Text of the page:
The science of neon is un­der­stood and sta­ble. The cul­ture of neon, on the other hand, is any­thing but.

“It def­i­nitely goes through cycles,” says MONA’S Koga, not­ing that neon’s pop­u­lar­ity among vis­ual artists last peaked in the 1980s. “It was a time when Mel­rose [Av­enue] was hap­pen­ing and there were a lot of new neon signs be­ing cre­ated there,” she told the LA Times in June 2016. “That trig­gered a sec­ond come­back. The in­dus­try in­tro­duced some new colours.”

The first neon light was de­vel­oped by Ge­orge Claude, a Parisian en­gi­neer and chemist, in 1910. It soon be­came a cheap and at­trac­tive op­tion for ad­ver­tis­ers and ar­chi­tects. Cre­at­ing the most daz­zling spec­ta­cle in neon tub­ing be­came some­thing of a com­pet­i­tive sport.

As the world con­tin­ued on, through two global con­flicts and eco­nomic crises, the Amer­i­can city – shin­ing bea­con of con­sumerism – was aban­doned by wealthy mid­dle classes who flocked to sub­ur­ban hubs, leav­ing the neon-lit ur­ban cen­tres to the un­der­class.

It is within this world that mod­ern Ve­gas was born. Work­ers build­ing the Hoover Dam needed some­where to un­wind. Ne­vada had re­cently le­galised gam­bling, and was more than happy to wel­come the cashed-up vis­i­tors. In Ve­gas the neon light found its zenith, a vi­sion shout­ing “Look at me! Look at me!”.

NEON AL­WAYS SYM­BOL­ISED THE CHANCE FOR POWER AND MONEY TO THOSE WHO HAD NEI­THER

Los An­ge­les’ re­la­tion­ship with neon, Koga sug­gests, was born of sim­i­lar pur­pose. In a city built on spec­ta­cle and im­age, neon com­mu­ni­cated the mes­sage the clear­est and the loud­est.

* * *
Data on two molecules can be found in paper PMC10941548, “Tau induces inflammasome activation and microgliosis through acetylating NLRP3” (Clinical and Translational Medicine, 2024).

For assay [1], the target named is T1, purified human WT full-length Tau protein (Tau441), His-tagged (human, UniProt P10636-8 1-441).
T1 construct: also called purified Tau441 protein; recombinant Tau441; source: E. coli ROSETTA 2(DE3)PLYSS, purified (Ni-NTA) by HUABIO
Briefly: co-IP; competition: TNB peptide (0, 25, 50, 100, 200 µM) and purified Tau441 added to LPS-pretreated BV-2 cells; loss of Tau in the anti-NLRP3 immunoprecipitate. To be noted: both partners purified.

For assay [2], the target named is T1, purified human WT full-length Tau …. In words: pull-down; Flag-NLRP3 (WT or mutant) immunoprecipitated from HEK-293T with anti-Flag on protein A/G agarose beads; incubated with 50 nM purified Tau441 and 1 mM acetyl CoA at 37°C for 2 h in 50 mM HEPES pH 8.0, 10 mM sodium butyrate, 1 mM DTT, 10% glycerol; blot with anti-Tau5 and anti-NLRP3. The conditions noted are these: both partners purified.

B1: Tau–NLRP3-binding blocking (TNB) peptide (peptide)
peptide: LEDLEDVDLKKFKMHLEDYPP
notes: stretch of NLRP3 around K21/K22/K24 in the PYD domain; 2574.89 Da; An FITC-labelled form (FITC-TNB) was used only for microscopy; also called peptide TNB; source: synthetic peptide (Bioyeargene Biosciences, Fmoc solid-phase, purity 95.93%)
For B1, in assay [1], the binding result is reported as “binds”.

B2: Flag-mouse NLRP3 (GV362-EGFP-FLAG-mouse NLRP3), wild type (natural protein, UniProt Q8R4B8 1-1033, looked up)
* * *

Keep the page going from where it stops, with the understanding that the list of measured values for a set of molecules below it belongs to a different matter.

The lights, thus, de­vel­oped two mean­ings in the late 20th cen­tury. The first was an unironic procla­ma­tion of at­ten­tion­seek­ing and he­do­nism, the glam­our and glitz that never quite left Amer­i­can cap­i­tal­ism. The sec­ond was as a mech­a­nism by which artists could ex­am­ine the first. In his 1947 col­lec­tion of short sto­ries,

The Neon Wilder­ness, Nel­son Al­gren jux­ta­poses the sur­vival of the un­der­class in Chicago with the vi­sion of the city con­jured by neon sig­nage. It cre­ates a world in which neon lights il­lu­mi­nate the lives of poor and marginalised com­mu­ni­ties.

Else­where, in the vis­ual arts, Tracy Emin’s neon works – a medium she adopted in the early 1990s – em­bla­zon per­sonal feel­ings in hum­ming bright­ness, break­ing down the bar­rier be­tween pub­lic and pri­vate. Neon has al­ways il­lu­mi­nated so­ci­ety’s shad­ows.

Hang­ing in the Smith­so­nian Amer­i­can Art Mu­seum, Nam June Paik’s 1995 in­stal­la­tion Elec­tronic Su­per­high­way: Con­ti­nen­tal U.S., Alaska, Hawaii con­structs the bound­aries of mod­ern Amer­ica en­tirely out of neon tub­ing. Each state is filled in with tele­vi­sion sets play­ing video im­agery, drawn from friends, col­lab­o­ra­tors and clas­sic movies. The work is an ex­pres­sion of mod­ern cul­ture and iden­tity, car­ried in vis­ual form across state bound­aries, yet all built on the foun­da­tions of neon. Per­haps it is this read­ing of neon that has led to sug­ges­tions that the gas is trendy again. Eco­nomic in­equal­ity has not gone away, and neon al­ways sym­bol­ised the chance for power and money to those who had nei­ther.

Neon’s glow­ing light may dis­ap­pear from the real world of ad­ver­tis­ing in favour of jum­botrons and LED, flick­er­ing on only within mu­se­ums and gal­leries, but as long as it con­tin­ues to both sym­bol­ise so­cial prob­lems and il­lu­mi­nate them by its light, neon will con­tinue to shine.

Newspapers in English

Newspapers from Australia

© PressReader. All rights reserved.